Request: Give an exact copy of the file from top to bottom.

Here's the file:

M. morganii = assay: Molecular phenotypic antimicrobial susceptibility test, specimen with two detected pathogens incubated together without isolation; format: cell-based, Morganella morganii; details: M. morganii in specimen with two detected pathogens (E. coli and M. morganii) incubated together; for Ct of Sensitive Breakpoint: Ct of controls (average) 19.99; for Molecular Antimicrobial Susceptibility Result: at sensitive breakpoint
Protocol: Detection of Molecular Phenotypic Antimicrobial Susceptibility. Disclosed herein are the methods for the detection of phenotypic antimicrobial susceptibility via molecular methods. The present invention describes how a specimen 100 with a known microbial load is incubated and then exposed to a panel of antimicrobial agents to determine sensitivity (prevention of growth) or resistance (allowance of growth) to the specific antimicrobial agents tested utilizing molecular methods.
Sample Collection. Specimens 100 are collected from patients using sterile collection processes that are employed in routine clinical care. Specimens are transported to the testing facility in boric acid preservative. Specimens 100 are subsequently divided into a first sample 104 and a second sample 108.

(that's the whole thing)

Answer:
M. morganii = assay: Molecular phenotypic antimicrobial susceptibility test, specimen with two detected pathogens incubated together without isolation; format: cell-based, Morganella morganii; details: M. morganii in specimen with two detected pathogens (E. coli and M. morganii) incubated together; for Ct of Sensitive Breakpoint: Ct of controls (average) 19.99; for Molecular Antimicrobial Susceptibility Result: at sensitive breakpoint
Protocol: Detection of Molecular Phenotypic Antimicrobial Susceptibility. Disclosed herein are the methods for the detection of phenotypic antimicrobial susceptibility via molecular methods. The present invention describes how a specimen 100 with a known microbial load is incubated and then exposed to a panel of antimicrobial agents to determine sensitivity (prevention of growth) or resistance (allowance of growth) to the specific antimicrobial agents tested utilizing molecular methods.
Sample Collection. Specimens 100 are collected from patients using sterile collection processes that are employed in routine clinical care. Specimens are transported to the testing facility in boric acid preservative. Specimens 100 are subsequently divided into a first sample 104 and a second sample 108.